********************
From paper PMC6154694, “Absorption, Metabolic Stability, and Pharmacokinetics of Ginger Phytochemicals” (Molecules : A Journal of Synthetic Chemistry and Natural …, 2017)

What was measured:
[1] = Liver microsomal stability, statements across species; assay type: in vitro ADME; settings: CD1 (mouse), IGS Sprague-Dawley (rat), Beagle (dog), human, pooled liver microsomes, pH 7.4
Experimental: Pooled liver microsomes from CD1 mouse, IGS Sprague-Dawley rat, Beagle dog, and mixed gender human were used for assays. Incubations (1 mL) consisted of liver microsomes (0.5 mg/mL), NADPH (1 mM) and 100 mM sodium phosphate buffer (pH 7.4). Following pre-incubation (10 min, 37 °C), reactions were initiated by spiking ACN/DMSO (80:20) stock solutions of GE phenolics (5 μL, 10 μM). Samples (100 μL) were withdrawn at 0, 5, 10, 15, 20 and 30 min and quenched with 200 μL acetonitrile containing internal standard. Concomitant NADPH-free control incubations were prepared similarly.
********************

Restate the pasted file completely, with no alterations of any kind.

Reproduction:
From paper PMC6154694, “Absorption, Metabolic Stability, and Pharmacokinetics of Ginger Phytochemicals” (Molecules : A Journal of Synthetic Chemistry and Natural …, 2017)

What was measured:
[1] = Liver microsomal stability, statements across species; assay type: in vitro ADME; settings: CD1 (mouse), IGS Sprague-Dawley (rat), Beagle (dog), human, pooled liver microsomes, pH 7.4
Experimental: Pooled liver microsomes from CD1 mouse, IGS Sprague-Dawley rat, Beagle dog, and mixed gender human were used for assays. Incubations (1 mL) consisted of liver microsomes (0.5 mg/mL), NADPH (1 mM) and 100 mM sodium phosphate buffer (pH 7.4). Following pre-incubation (10 min, 37 °C), reactions were initiated by spiking ACN/DMSO (80:20) stock solutions of GE phenolics (5 μL, 10 μM). Samples (100 μL) were withdrawn at 0, 5, 10, 15, 20 and 30 min and quenched with 200 μL acetonitrile containing internal standard. Concomitant NADPH-free control incubations were prepared similarly.